Veteran journalist Inder Malhotra expresses an anguish felt by all who retain the faith: “…there is a group of people that are full of hatred for Nehru and his philosophy and legacy. Ideologically driven, they are determined to dismantle his greatest achievements – the founding and nurturing of the modern, democratic and secular Indian society and Indian State, committed to protecting and preserving the country’s plurality and its inclusiveness”. The ideological offensive against the Nehruvian bequest of secular statecraft, he concludes, has failed. The mass hysteria over the Ayodhya issue, the rants about “minority appeasement” and the barbs freely hurled about the Congress party’s alleged “softness on jihadi terrorism”, have failed as political ploys. Indeed, says Malhotra, the “voters’ overwhelming verdict” in the country’s most recent parliamentary general elections must be regarded as an “endorsement of Nehru’s legacy”.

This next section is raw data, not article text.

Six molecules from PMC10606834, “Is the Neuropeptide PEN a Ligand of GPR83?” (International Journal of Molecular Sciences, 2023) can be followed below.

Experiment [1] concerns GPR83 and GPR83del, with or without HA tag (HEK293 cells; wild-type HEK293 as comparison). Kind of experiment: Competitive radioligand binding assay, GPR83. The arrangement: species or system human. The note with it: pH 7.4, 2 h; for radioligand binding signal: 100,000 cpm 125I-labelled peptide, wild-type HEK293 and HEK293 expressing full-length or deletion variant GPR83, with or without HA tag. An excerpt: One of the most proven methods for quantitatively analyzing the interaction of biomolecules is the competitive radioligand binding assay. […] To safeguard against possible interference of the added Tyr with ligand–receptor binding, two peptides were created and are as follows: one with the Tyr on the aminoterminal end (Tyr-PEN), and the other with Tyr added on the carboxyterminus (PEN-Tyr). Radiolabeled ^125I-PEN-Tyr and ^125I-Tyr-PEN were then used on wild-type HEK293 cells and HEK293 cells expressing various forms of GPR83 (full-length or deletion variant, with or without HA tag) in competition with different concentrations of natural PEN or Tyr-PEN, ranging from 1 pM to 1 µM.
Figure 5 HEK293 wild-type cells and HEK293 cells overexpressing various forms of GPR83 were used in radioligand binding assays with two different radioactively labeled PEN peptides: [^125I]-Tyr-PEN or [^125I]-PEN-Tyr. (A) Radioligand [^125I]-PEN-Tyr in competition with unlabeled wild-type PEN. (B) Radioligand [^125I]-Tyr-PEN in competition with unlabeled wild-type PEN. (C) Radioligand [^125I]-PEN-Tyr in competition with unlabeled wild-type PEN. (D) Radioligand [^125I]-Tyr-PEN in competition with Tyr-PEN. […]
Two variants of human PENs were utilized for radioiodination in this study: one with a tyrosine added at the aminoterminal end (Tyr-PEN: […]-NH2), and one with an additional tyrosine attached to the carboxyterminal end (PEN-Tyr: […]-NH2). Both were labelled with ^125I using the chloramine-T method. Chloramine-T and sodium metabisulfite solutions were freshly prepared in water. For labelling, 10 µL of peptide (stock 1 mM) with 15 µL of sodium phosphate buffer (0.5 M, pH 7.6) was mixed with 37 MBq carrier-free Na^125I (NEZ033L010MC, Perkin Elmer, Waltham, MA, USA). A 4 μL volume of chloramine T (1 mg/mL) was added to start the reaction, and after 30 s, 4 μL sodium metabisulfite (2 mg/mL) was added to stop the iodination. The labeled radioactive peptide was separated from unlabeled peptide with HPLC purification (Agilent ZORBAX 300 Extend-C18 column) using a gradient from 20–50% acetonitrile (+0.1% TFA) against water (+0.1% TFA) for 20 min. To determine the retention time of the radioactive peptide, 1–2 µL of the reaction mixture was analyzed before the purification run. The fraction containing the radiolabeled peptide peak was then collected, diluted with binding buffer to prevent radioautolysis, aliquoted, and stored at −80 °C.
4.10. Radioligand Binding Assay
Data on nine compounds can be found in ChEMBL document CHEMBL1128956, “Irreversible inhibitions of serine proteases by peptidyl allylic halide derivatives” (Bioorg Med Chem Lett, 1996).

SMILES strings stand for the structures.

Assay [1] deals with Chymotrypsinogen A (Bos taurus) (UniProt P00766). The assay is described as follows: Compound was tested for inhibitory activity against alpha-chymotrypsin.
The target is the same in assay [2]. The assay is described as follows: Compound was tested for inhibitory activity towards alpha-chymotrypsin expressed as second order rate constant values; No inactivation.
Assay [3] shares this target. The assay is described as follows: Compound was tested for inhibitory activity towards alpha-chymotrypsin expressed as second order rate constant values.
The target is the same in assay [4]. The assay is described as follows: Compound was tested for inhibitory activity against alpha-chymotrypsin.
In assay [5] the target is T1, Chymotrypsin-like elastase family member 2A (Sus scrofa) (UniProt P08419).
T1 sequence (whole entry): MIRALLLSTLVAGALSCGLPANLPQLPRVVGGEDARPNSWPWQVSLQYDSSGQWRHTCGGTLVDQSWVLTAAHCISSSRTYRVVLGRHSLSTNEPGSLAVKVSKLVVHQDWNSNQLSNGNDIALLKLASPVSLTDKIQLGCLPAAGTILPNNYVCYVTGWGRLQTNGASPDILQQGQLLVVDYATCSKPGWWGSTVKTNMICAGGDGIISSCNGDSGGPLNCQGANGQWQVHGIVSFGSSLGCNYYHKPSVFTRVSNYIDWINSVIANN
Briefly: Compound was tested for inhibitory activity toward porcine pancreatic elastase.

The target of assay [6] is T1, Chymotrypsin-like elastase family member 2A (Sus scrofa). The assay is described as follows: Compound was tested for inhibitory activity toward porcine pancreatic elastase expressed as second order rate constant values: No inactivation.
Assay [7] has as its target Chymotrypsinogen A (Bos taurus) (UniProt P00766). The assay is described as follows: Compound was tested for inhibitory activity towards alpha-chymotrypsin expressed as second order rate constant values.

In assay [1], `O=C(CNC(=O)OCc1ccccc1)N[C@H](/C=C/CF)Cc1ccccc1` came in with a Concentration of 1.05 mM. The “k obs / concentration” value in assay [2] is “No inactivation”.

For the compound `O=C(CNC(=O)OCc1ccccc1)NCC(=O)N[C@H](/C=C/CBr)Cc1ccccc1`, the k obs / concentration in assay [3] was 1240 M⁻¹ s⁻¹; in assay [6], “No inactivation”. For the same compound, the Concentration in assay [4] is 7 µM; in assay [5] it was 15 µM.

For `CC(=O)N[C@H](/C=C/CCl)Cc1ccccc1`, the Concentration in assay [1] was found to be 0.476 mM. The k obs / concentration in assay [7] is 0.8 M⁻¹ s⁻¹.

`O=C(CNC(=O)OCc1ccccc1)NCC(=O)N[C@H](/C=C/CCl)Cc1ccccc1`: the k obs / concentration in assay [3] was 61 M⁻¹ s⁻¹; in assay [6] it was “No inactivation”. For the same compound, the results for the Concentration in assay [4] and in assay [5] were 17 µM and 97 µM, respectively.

It may be of some interest to pursue this inquiry. How far can one electoral verdict be construed as an endorsement of secularism, when several reliable accounts – the most recent being the Sachar committee’s – have shown that the State remains in default on the broader promises inherent in the principle, such as equal treatment under the law and fair opportunity for all? Malhotra does not pause over this question, but rather, moves on to a defence of Nehru against the two critiques most often levelled against him: his policy on China and his indecisiveness on Kashmir.